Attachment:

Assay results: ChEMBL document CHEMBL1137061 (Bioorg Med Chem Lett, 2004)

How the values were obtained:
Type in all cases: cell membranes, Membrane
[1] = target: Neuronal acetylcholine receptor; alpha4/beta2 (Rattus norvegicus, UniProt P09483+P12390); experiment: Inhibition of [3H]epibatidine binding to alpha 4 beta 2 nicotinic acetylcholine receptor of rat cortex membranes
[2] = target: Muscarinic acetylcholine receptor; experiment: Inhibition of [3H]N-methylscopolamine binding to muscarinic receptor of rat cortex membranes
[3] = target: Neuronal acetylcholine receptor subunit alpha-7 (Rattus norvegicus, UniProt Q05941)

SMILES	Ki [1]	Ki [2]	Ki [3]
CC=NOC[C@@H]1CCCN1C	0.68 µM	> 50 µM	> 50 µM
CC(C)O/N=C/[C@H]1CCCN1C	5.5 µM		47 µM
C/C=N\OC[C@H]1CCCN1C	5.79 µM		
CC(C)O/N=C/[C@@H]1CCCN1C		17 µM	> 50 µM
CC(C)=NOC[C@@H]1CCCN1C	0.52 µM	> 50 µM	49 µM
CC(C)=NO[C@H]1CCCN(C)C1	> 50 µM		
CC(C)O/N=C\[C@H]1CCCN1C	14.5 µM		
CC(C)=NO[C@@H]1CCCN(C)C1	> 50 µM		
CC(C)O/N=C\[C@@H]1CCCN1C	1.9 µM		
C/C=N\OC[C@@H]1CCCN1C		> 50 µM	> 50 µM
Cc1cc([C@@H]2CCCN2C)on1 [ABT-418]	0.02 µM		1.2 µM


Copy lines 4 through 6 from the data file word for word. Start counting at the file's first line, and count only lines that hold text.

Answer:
[1] = target: Neuronal acetylcholine receptor; alpha4/beta2 (Rattus norvegicus, UniProt P09483+P12390); experiment: Inhibition of [3H]epibatidine binding to alpha 4 beta 2 nicotinic acetylcholine receptor of rat cortex membranes
[2] = target: Muscarinic acetylcholine receptor; experiment: Inhibition of [3H]N-methylscopolamine binding to muscarinic receptor of rat cortex membranes
[3] = target: Neuronal acetylcholine receptor subunit alpha-7 (Rattus norvegicus, UniProt Q05941)